Tsitsi Mutseta, who moved to San Diego from Zimbabwe eight years ago, said the garden helped ease her mind as she adjusted to her new life in the United States, far from her family.
In addition, Mutseta is fighting cancer and said she told Obama the garden has given her a reason to live.
And how apropos that this woman gave Michelle Obama leaves from her kale plants. Maybe I will cross post this article on my kale blog, too. :-)"I told her I come to the garden to relieve my pain. I get food from the garden that is organic and it connects me with my family because I grew up on a small farm in Zimbabwe," said Mutseta, a tall woman who hugged Obama and gave her leaves from her kale crop. "She said she would pray for me and she loved what I did in the garden."
In all seriousness, what this woman has experienced and is expressing in this article is exactly what I had in mind and can relate to myself as she describes how gardening is helpful during her cancer journey. The relief from pain, whether physical or emotional pain or both, through the active connection to the earth by gardening is healing for both the body and spirit. There is no stress of needing to understand or use a new language (whether a recent immigrant learning English or a new cancer patient learning suddenly thrust into the situation of needing to learn "medicalese"). Indeed, I don't believe there is any pill, vitamin, or cancer therapy that can do all of that, especially one that can produce so many benefits at such a low cost and without any side effects.
A book that Michelle Obama and others might wish to read is The Earth Knows My Name by Patricia Klindienst, which lets immigrants to the US tell the stories of how their gardening efforts have helped them to retain their cultural heritage. I confess that I picked up this book, thinking I would "breeze through it". Not only did I not breeze through it, I read it three times.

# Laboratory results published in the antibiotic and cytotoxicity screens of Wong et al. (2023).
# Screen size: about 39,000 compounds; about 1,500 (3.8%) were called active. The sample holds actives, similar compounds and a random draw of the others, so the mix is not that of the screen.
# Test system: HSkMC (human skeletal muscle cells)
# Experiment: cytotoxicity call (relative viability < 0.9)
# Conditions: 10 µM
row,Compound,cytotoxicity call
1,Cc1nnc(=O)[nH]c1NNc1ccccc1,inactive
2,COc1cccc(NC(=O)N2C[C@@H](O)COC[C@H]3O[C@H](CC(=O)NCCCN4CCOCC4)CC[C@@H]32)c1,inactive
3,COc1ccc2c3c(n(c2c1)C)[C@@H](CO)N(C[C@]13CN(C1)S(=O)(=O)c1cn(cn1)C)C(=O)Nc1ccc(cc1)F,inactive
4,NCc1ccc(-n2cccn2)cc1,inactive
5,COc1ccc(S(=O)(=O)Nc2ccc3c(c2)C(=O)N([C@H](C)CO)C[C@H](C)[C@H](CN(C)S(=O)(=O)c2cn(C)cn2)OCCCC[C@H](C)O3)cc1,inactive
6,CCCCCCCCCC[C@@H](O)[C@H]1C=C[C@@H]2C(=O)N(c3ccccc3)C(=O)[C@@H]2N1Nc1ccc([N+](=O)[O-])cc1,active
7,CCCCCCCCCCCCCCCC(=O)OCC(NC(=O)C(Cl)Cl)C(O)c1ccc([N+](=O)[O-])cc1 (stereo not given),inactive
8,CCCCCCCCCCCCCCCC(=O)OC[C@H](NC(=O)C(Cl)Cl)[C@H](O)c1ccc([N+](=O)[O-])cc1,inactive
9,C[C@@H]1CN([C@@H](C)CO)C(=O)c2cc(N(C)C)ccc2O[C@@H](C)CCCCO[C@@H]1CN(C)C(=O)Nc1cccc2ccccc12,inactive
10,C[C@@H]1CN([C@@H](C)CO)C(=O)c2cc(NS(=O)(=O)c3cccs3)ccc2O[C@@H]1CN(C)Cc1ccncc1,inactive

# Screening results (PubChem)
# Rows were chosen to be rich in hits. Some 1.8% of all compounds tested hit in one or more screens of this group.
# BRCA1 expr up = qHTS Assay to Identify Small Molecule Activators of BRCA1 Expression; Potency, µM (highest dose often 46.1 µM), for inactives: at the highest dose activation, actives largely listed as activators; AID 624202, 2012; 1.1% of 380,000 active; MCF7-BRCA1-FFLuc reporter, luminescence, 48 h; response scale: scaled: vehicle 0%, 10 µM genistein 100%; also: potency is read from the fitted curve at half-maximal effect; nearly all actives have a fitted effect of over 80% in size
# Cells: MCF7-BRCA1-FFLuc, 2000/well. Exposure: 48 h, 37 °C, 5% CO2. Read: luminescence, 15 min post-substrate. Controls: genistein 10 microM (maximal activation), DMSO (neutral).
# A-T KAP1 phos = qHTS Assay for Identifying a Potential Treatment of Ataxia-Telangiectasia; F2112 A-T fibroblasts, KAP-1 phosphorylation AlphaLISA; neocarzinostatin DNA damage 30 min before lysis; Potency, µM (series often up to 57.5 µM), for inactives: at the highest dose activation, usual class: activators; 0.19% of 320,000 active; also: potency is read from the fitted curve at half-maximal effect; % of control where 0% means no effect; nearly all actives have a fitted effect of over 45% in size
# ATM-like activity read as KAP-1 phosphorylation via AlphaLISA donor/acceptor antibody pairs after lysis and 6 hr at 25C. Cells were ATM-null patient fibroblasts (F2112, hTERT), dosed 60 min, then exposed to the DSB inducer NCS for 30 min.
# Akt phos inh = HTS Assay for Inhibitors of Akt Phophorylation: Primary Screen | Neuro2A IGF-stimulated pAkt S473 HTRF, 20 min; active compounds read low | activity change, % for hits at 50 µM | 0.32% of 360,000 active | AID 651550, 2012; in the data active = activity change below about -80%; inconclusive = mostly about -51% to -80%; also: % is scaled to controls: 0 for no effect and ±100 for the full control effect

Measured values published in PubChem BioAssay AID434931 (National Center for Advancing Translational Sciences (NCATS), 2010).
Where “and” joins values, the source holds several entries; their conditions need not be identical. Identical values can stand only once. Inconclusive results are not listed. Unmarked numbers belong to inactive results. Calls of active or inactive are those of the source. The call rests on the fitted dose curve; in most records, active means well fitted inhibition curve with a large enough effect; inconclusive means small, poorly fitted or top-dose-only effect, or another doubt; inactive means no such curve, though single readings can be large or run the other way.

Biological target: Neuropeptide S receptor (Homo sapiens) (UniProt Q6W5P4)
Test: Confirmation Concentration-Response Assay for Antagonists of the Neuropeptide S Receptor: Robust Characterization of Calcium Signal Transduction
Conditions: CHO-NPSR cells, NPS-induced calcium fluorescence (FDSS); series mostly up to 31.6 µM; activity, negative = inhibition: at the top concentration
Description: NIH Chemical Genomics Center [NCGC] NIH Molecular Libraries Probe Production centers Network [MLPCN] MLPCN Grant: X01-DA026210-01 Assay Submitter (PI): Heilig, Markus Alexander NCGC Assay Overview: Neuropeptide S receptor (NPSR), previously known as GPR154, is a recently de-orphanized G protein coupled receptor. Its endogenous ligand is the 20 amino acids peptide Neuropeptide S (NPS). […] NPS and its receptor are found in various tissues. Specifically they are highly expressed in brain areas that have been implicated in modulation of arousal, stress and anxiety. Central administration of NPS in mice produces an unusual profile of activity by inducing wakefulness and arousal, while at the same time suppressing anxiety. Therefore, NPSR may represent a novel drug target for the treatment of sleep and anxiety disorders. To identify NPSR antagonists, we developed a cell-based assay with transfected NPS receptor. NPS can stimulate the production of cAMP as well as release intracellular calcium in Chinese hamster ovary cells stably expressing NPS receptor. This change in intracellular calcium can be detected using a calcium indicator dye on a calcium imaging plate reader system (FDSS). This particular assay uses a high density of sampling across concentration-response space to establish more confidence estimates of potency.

The first reading actually produced many tears, tears from seeing beauty but also tears that come with sadness and loss, feeling deep compassion for all that these immigrants had left behind along with the many difficulties that came with adjusting to a new life in the US (again, a path that cancer survivors often experience, as life is never the same again, even living in the very same place). The second time I read it, I read it slowly, very slowly, and let myself draw pictures in my mind as I imagined each garden and each gardener. The third time I read the book I actually read it aloud to my husband, just for the pleasure of hearing these stories, and imagining the voices of each immigrant as they expressed their hopes. I can honestly say that, even without any pictures in this book, it is one of the most beautiful and most emotionally-engaging book I have ever read.
In fact, I have recommended this book to every professor I have met who teaches a course in Community Nutrition or Community-based Food Systems. In addition, it was reading this book that led to my deeper understanding of how gardening is potentially beneficial for cancer patients and actually may be the most under-appreciated "complementary medicine" (CAM) therapy available. Hopefully through this blog, and efforts of others, a recommendation that cancer patients consider gardening as an option for potentially beneficial "self-help" complementary medicine therapies will become common enough that gardening as a CAM therapy may be an example of "everything old is new again". :-)
What this remarkable woman Tsitsi Mutseta has done, through her small garden in San Diego, is to do her very best to emulate the motto of this blog, i.e., to cultivate her own health through a garden's nourishment of both body and soul.
I send her (and all others on a cancer journey) my heart-felt wishes for good gardening, health, healing, and hope!
Diana Dyer, MS, RD